The results revealed a notable difference in the amount of time allocated to fostering and adoption work, with more than twice as much time allocated to work relating to fostering. It is unclear whether this distinction emerged because fostered children are perceived to have greater needs or whether, as suggested by some respondents, work relating to fostering simply has a more established history within services. The extent of the discrepancy between fostering and adoption work had not been anticipated and the questionnaires did not probe this further. However, research demonstrates that children are still extremely vulnerable post-adoption (Dhami et al, 2007) and are liable to experience difficulties that may impact on their education (Behan et al, 2008; Howe, 1997; Phillips, 2007), suggesting that post-adoption support should remain an important priority. Future research would do well to explore this apparent disparity between fostered and adopted children, in terms of whether such a distinction is valid and how services might address this area of work.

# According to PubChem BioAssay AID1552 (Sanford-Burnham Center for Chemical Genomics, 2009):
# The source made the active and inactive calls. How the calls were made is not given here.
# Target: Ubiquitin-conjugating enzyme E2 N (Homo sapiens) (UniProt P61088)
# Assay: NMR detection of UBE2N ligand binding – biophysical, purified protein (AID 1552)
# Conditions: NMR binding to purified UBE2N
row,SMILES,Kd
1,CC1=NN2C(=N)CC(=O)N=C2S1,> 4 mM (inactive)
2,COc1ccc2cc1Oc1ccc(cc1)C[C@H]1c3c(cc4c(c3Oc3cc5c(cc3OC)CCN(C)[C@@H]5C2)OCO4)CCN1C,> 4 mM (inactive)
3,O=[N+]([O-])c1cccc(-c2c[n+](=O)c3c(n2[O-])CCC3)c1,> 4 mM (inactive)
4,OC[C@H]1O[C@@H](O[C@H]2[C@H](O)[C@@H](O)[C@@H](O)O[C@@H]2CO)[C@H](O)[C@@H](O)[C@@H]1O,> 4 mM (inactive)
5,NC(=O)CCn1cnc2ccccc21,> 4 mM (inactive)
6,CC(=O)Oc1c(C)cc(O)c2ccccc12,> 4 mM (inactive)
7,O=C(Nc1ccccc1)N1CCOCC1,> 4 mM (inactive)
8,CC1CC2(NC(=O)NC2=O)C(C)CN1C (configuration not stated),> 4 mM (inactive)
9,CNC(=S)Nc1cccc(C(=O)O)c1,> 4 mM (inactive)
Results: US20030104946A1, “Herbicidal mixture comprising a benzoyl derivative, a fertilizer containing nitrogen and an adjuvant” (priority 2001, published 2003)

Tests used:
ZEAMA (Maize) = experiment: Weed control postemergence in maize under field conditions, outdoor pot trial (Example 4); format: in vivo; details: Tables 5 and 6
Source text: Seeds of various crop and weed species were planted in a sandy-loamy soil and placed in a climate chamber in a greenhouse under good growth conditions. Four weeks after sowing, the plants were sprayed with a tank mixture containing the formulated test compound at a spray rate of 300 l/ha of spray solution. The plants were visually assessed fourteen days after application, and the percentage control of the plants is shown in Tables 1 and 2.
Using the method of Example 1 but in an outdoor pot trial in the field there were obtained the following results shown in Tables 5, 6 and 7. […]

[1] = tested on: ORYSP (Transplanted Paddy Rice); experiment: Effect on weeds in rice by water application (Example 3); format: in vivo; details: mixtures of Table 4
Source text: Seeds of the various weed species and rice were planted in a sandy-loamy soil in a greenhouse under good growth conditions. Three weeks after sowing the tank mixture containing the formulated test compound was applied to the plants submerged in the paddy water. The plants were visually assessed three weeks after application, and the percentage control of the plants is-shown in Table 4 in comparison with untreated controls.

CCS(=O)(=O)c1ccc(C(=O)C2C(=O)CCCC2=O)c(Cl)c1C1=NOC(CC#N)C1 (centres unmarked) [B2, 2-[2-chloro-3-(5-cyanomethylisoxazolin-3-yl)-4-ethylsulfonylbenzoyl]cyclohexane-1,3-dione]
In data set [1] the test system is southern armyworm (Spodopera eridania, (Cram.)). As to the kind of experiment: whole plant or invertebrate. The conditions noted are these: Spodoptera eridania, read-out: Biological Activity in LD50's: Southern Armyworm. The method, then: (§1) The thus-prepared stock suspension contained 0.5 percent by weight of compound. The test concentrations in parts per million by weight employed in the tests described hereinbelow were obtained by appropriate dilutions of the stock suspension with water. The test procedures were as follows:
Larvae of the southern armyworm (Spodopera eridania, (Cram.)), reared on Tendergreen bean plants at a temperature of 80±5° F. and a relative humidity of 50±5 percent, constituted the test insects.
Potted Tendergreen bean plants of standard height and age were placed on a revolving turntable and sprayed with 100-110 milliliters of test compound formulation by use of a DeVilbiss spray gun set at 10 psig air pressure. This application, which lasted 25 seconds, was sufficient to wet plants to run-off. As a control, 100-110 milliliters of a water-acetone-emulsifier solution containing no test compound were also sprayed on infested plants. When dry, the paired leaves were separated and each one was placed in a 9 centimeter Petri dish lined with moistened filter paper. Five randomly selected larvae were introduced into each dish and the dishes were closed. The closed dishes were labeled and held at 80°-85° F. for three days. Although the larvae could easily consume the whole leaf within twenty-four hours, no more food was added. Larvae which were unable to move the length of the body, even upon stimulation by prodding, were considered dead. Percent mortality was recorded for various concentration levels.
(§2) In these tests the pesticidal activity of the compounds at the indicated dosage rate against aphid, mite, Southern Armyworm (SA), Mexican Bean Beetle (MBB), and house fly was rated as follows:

Although the current study did not examine barriers affecting work relating to fostering and adoption separately, it did examine the barriers affecting work relating to fostering and adoption as a whole. Previous research has often overlooked this issue, tending to focus on those services that are actively involved in fostering and adoption work (e.g. Division of Educational and Child Psychology, 2006), rather than examining the factors inhibiting involvement. However, this issue is important if such work is to develop. The fact that one-third of respondents in the current study were not involved in multidisciplinary work relating to either fostering or adoption requires further consideration. Moreover, even those respondents whose services were already involved in this work perceived their level of involvement to be substantially below where they would ideally like it to be. It is therefore important to consider the factors impeding the development of work in this area, both for services that are already involved and for services that are yet to contribute.